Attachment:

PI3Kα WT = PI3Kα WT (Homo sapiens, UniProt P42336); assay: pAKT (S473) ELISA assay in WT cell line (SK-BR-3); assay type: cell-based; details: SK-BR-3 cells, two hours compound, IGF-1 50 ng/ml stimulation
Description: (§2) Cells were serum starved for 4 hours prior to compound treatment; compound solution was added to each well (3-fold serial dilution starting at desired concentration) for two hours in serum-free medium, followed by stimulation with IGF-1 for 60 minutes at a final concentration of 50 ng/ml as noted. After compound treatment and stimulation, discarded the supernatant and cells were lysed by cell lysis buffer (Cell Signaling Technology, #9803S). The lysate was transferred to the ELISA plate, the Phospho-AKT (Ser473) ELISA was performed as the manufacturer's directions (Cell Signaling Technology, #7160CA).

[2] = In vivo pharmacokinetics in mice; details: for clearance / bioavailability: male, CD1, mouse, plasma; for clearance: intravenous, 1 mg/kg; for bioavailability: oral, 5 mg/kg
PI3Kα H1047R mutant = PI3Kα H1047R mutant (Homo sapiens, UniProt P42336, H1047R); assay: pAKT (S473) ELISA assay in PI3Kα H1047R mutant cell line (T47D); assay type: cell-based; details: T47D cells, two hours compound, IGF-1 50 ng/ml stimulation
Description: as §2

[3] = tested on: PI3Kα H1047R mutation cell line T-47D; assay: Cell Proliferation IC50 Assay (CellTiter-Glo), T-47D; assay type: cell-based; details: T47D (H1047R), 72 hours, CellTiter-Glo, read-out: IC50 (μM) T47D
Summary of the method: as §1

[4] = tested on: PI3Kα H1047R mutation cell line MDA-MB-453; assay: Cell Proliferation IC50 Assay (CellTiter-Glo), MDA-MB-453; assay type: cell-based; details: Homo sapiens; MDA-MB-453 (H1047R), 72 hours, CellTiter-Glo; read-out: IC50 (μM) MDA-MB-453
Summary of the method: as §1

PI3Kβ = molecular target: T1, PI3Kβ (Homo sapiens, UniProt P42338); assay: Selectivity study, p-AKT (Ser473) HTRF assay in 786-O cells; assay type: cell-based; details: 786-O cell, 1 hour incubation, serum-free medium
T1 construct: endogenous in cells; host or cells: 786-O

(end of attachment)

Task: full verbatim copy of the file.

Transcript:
PI3Kα WT = PI3Kα WT (Homo sapiens, UniProt P42336); assay: pAKT (S473) ELISA assay in WT cell line (SK-BR-3); assay type: cell-based; details: SK-BR-3 cells, two hours compound, IGF-1 50 ng/ml stimulation
Description: (§2) Cells were serum starved for 4 hours prior to compound treatment; compound solution was added to each well (3-fold serial dilution starting at desired concentration) for two hours in serum-free medium, followed by stimulation with IGF-1 for 60 minutes at a final concentration of 50 ng/ml as noted. After compound treatment and stimulation, discarded the supernatant and cells were lysed by cell lysis buffer (Cell Signaling Technology, #9803S). The lysate was transferred to the ELISA plate, the Phospho-AKT (Ser473) ELISA was performed as the manufacturer's directions (Cell Signaling Technology, #7160CA).

[2] = In vivo pharmacokinetics in mice; details: for clearance / bioavailability: male, CD1, mouse, plasma; for clearance: intravenous, 1 mg/kg; for bioavailability: oral, 5 mg/kg
PI3Kα H1047R mutant = PI3Kα H1047R mutant (Homo sapiens, UniProt P42336, H1047R); assay: pAKT (S473) ELISA assay in PI3Kα H1047R mutant cell line (T47D); assay type: cell-based; details: T47D cells, two hours compound, IGF-1 50 ng/ml stimulation
Description: as §2

[3] = tested on: PI3Kα H1047R mutation cell line T-47D; assay: Cell Proliferation IC50 Assay (CellTiter-Glo), T-47D; assay type: cell-based; details: T47D (H1047R), 72 hours, CellTiter-Glo, read-out: IC50 (μM) T47D
Summary of the method: as §1

[4] = tested on: PI3Kα H1047R mutation cell line MDA-MB-453; assay: Cell Proliferation IC50 Assay (CellTiter-Glo), MDA-MB-453; assay type: cell-based; details: Homo sapiens; MDA-MB-453 (H1047R), 72 hours, CellTiter-Glo; read-out: IC50 (μM) MDA-MB-453
Summary of the method: as §1

PI3Kβ = molecular target: T1, PI3Kβ (Homo sapiens, UniProt P42338); assay: Selectivity study, p-AKT (Ser473) HTRF assay in 786-O cells; assay type: cell-based; details: 786-O cell, 1 hour incubation, serum-free medium
T1 construct: endogenous in cells; host or cells: 786-O